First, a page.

You enter a room, cool and dark, tattooed with shadows cast by brocade curtains and sheer veils over the mirrors, the floor stone and cobbled, and she is there. Installed in a demure corner with her feet bare. Perhaps you think to yourself nam Sibyllam quidem Cumis ego ipse oculis meis vidi...perhaps the tumbling rainclouds and crushed rubies of those ancient words shoot through your mind like a hunting hawk, all sleek wings and talons. You look at her, brushing a long strand of dark hair from her face, and for a moment her profile is the classical phantasm you expected to find. But she is younger than you thought, there are no lines that assure the presence of wisdom, no oragami folds in her crane-neck, no silver arrows piercing her hair. She is smooth and curved as the spine of a harp. And now that you have come all this way, the fact of her youth and those liquid eyes frighten you, and you do not want to know what she portends. She spreads her hands on the velvet table-cover, the light slants in from a dusty window in this high tower, and she is illuminated like a manuscript, a tongue of gold dust and cobalt. You do not want her to open her mouth, you are certain that moths and infant crows flutter within, behind her terrible lips. It is the mouth you fear, that likeness of a door, a crevice sinking deep within blue glaciers. Oh, little one, she wakes all your secret night tremors, she is the serpent chasing you down hallways, she is the drowning sea, she is the laughing moon. Her hands have drawn seven thousand ash-wood bows, and all found their mark in the flesh of your liver. She ululates, undulates, abrades your corneas, from her little corner she bends all the roads you've ever known towards her. If she were old it would be better, you could accept a crone. She would have been less annihilating if you been able to guess the date of her death from the lines on her throat. But her throat is perfect, long and lithe, and out of it will issue bats singing arias and owls like treble clefs. She is all darkness, enveloped in a body of light so full and thick you could plunge your hands into it and be purified for a century. She has not moved, but you have, you have orbited her and fallen and escaped and fallen again. She is the fulcrum, and you swing from her like a fat copper pendulum, the arc of you a glowering black line on the floor of the world. Roots have ripped out of your feet and anchored you before her, great thick ropes of her silence diving thorugh the earth like playing seals, and you want to move towards her, but cannot. You have paid you admission and she is yours for the moment, her mouth, round and clear as a crystal ball, is bought, to exhale stars into your palm and tattered asphodels into your chest. It is full of dragonflies. The buzz makes you drunk, and you waver a little, wanting, for a moment, to run and hide in any cavern that will bear you. But that maddening strand, that lock of blackness, the slick of her hair wafting onto her cheek like a bruise, will hold you to her forever. She brushes it away again, uselessly, into the long mass gathered at her neck, and looks at you quizzically. So you do the only thing that was ever possible, you walk to her, three steps (it had seemed so much farther) and you sit beside her pale skin and dusty green eyes, the shade of a bottle of wine in the cellar. And you do not know why the words that fly up to your tongue like soprano diamonds are Greek, except that once in a classroom with a view of the sea you read Eliot and wept. Those same tears fall now, hot and bright as Mars in the summer sky, the secret crimson of passion. "Sibulla, ti theleis?"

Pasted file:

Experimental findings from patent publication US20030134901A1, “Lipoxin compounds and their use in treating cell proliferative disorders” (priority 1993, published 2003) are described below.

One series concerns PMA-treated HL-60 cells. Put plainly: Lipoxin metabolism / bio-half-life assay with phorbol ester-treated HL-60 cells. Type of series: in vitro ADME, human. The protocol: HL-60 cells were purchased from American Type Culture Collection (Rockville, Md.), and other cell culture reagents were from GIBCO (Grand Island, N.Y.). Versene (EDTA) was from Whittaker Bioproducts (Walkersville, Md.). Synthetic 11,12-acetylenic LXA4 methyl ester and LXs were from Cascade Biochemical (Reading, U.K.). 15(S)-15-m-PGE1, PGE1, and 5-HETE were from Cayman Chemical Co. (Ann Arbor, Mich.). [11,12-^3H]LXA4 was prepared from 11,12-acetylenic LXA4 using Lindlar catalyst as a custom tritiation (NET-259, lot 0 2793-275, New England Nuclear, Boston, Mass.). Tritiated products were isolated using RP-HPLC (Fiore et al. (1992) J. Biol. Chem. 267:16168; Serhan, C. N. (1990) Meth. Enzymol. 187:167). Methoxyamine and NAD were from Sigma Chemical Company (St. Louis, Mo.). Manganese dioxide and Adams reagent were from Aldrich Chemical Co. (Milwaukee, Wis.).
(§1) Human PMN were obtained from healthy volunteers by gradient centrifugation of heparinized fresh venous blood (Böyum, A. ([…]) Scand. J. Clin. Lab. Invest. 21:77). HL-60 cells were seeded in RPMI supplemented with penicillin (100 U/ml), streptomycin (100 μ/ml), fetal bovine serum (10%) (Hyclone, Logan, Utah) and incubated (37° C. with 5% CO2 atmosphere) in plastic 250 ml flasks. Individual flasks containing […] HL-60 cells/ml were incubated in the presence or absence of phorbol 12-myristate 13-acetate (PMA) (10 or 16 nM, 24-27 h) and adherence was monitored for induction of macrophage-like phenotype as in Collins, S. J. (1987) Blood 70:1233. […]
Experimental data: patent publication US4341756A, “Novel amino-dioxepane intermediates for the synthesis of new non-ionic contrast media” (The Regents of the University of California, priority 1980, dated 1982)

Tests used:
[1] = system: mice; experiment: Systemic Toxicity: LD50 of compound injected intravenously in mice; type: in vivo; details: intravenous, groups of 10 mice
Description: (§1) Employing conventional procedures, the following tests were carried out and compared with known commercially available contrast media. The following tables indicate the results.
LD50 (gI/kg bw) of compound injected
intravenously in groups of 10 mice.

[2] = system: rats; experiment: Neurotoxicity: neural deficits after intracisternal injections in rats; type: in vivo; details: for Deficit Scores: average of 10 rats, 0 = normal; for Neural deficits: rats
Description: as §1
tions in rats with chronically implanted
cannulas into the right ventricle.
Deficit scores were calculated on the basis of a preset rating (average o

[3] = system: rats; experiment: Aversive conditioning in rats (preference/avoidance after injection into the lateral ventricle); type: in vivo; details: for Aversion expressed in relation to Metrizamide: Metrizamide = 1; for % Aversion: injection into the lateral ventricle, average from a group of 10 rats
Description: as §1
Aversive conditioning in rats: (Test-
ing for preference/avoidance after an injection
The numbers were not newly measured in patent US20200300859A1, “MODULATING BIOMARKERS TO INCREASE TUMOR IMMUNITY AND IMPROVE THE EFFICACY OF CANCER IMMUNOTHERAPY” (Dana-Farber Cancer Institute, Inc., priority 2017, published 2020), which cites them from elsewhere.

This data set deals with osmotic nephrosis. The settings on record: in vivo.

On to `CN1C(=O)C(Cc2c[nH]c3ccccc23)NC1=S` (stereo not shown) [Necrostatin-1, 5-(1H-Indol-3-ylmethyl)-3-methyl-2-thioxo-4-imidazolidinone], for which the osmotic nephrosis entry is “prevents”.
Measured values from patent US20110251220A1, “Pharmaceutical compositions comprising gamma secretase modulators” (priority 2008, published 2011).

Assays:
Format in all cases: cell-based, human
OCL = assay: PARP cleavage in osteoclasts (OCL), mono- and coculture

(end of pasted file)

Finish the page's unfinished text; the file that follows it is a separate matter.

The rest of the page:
"Sibyl, what do you want?"